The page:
By winning two matches, I had made $25,000 in prize money, but wasn't especially happy about it. I think that it is ridiculous to pay out $25,000 in a $20,000 buy-in event, as nobody entering this tournament is trying to win $5,000. It is time for the tournament directors to adopt more of a winner-take-all payout structure. Nothing less than double the buy-in – in this case, $40,000 – should be allowed as the first payout step. By juggling the prize money differently, it also should be possible to double the first prize to a full million!



Enough money talk, let's move on to the real challenge – Phil Laak. Phil and I shared an apartment back in New York in the '90s when we were both professional backgammon players. It was before the poker boom, so there was nothing from that period that I could use against him in this match. I was expecting a more aggressive style of play than I had encountered in my first two matches, but that wasn't going to stop me from limping some more.



The easiest way to take advantage of an aggressive opponent is to hold some good starting hands; unfortunately, I didn't. Lucky for me, the flops were very generous to me, and I therefore had no problems in calling down some of Mr. Laak's suspicious bluffs. I was 3-0 and on my way to day three!



Quarterfinal

Even though at this point in the Championship I was yet to pick up a big pair, I had never been down in a match and my confidence level was seriously growing.



My quarterfinal opponent was Phil Ivey. There's not really much to say about the guy. We know each other very well, and I have a lot of respect for Phil's poker game. Although Phil might have been a slight favorite in the match, I had a game plan: I was going to continue my small-ball limping style and hopefully see some good starting hands. This is usually a requirement against Mr. Ivey. Alas, the big pairs never materialized. The three times that I did have a big hand – in this context, A-K suited, J-J, and 10-10 – Phil folded on the button as if the guy actually had the ability to look into my soul! Instead, I had to make moves with much less attractive holdings. When I flopped top pair on the 6 5 3 board and decided to raise Phil's bet, it was only to face a reraise, as he had flopped the nut flush. To make a long story short – in contrast to my previous three matches, I was never really up in this match, and my run for the title ended when he flopped another flush against my pair and lower flush draw.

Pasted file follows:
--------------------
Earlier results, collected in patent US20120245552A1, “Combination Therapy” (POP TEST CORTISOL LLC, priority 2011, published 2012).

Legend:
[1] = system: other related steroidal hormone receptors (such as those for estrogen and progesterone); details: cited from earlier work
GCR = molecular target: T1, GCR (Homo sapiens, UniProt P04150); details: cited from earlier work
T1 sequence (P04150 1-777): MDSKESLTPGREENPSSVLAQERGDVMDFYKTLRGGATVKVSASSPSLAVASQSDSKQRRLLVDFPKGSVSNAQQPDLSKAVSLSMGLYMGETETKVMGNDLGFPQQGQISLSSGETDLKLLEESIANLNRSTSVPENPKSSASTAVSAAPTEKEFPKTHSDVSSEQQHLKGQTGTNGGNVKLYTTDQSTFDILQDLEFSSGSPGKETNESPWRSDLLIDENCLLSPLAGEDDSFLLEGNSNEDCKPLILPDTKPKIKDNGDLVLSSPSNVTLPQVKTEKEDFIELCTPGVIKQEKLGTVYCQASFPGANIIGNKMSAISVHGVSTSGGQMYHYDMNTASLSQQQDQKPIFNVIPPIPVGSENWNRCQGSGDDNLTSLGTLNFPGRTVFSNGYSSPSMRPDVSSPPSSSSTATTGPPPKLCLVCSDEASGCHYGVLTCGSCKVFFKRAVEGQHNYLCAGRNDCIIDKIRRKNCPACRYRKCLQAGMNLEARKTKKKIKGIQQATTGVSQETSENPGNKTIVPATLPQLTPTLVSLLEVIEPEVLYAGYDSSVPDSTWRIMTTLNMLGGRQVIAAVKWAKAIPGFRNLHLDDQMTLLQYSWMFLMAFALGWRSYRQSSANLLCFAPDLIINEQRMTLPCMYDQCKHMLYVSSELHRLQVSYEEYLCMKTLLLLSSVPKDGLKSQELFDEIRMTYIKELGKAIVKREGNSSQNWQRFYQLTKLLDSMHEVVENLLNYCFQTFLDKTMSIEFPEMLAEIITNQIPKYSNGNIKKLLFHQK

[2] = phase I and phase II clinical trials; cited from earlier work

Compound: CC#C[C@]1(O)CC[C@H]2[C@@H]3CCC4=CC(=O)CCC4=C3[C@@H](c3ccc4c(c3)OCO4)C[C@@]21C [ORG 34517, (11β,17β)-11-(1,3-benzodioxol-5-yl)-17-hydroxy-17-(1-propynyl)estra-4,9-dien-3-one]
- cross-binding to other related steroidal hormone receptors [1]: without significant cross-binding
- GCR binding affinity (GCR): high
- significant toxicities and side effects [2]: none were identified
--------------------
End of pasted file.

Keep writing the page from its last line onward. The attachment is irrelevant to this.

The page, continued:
The Finishing Power of Jesus

Four players were left and Phil was now my favorite to win the tournament. I guess I had forgotten the all-encompassing truth: "Nobody beats Jesus." After taking out Phil in the semis, Chris Ferguson went on to win against Andy Bloch in the finals. He is now an amazing 16-3 for the tournament – quite an accomplishment. But being the nonbeliever that I am, I am gonna be ready for the NBC Heads-Up With Jesus Challenge next year.



Be a part of Gus Hansen's poker community at ThePlayr.com, where, among other cool things, you can check out Gus' blogs, poker articles, Gus TV, tips and tricks, "Ask Gus," and even play against Gus in exclusive tournaments. Gus plays exclusively at Full Tilt Poker.